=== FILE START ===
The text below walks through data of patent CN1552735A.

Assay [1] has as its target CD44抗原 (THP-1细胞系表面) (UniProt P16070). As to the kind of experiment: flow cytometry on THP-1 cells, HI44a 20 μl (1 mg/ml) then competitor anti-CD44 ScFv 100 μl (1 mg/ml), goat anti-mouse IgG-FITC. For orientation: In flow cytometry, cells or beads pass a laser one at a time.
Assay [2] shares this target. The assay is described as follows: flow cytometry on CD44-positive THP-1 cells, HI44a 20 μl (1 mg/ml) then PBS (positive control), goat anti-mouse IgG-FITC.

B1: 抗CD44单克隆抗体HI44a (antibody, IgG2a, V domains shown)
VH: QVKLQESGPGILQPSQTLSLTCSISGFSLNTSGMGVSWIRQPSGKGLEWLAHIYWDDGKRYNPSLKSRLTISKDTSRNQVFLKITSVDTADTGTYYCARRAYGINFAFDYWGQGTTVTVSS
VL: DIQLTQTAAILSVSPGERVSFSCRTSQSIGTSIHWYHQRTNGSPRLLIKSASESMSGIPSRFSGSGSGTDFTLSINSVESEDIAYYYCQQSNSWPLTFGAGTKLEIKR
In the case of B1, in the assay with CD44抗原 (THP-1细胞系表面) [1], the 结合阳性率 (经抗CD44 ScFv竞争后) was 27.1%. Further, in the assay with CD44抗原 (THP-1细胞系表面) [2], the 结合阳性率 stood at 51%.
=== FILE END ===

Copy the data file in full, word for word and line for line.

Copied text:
The text below walks through data of patent CN1552735A.

Assay [1] has as its target CD44抗原 (THP-1细胞系表面) (UniProt P16070). As to the kind of experiment: flow cytometry on THP-1 cells, HI44a 20 μl (1 mg/ml) then competitor anti-CD44 ScFv 100 μl (1 mg/ml), goat anti-mouse IgG-FITC. For orientation: In flow cytometry, cells or beads pass a laser one at a time.
Assay [2] shares this target. The assay is described as follows: flow cytometry on CD44-positive THP-1 cells, HI44a 20 μl (1 mg/ml) then PBS (positive control), goat anti-mouse IgG-FITC.

B1: 抗CD44单克隆抗体HI44a (antibody, IgG2a, V domains shown)
VH: QVKLQESGPGILQPSQTLSLTCSISGFSLNTSGMGVSWIRQPSGKGLEWLAHIYWDDGKRYNPSLKSRLTISKDTSRNQVFLKITSVDTADTGTYYCARRAYGINFAFDYWGQGTTVTVSS
VL: DIQLTQTAAILSVSPGERVSFSCRTSQSIGTSIHWYHQRTNGSPRLLIKSASESMSGIPSRFSGSGSGTDFTLSINSVESEDIAYYYCQQSNSWPLTFGAGTKLEIKR
In the case of B1, in the assay with CD44抗原 (THP-1细胞系表面) [1], the 结合阳性率 (经抗CD44 ScFv竞争后) was 27.1%. Further, in the assay with CD44抗原 (THP-1细胞系表面) [2], the 结合阳性率 stood at 51%.